Black Flags in F1 and Why they are Needed


No matter what sport one plays, there is an unspoken rule to play the game in a fair manner. To prevent the players from breaking the rules, precedents are set in place and enforced. F1 is no different and it is all the more important for drivers to abide by the rules. Usually, penalties are handed out for minor offences but, depending on the severity of the action, the penalty also becomes tougher.

For the worst type of offence, a black flag is usually waved. Whenever a driver receives this, he has to drive back to the pits. It usually means that a driver has been excluded from the race.

The black flag being waved

The last time a driver was disqualified was at this year’s US Grand Prix. However, the difference was that the two offending drivers were excluded after the race. The victims were Force India’s Esteban Ocon and Haas’ Kevin Magnussen. Magnussen’s teammate Romain Grosjean was also excluded, back in Monza.

Those cases were all different as the offences were on technical grounds. The last time a driver was physically shown a black flag was in 2007. The drivers were Felipe Massa and Giancarlo Fisichella, who had exited the pitlane when it was closed. In other words, there was a red light at the end of the pitlane, which they failed to spot.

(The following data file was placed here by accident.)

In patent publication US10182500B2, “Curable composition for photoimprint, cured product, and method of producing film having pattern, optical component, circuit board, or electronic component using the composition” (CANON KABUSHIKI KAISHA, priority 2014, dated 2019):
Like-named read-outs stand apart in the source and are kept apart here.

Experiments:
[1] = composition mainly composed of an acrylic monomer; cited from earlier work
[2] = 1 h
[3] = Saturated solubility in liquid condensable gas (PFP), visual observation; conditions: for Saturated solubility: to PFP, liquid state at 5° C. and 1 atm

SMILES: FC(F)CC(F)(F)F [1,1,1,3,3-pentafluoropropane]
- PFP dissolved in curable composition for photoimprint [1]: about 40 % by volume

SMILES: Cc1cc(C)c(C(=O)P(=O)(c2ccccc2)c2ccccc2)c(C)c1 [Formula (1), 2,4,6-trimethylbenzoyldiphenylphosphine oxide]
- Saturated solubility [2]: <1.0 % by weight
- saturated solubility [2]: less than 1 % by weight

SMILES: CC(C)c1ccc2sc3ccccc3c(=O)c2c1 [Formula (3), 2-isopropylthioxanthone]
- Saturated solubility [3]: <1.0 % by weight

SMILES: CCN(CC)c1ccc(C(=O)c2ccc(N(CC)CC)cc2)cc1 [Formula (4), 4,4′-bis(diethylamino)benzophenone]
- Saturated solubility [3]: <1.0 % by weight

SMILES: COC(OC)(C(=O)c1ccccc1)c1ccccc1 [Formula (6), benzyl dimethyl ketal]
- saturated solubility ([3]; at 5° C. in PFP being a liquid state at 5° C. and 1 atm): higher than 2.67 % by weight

Since then, black flags have rarely been used in F1. The sport developed a new penalty system where penalty points are added to the license. If a driver accumulated 12 points within a span of one year, he would receive a race ban.

Black flags have been used in other racing series, with the most recent one being in 2018. Italian Moto2 rider Romano Fenati was black flagged for grabbing the brake lever of an pponent, while riding at over 140 miles an hour. As a result he was not only disqualified, but also sacked by his current team and had his 2019 contract terminated.

Romano Fenati
Romano Fenati grabs the brake lever of Stefano Manzi

The black flag is not to be confused with the black flag with orange disc. The latter is only used if a driver’s damaged car poses a threat to the safety of the other drivers.


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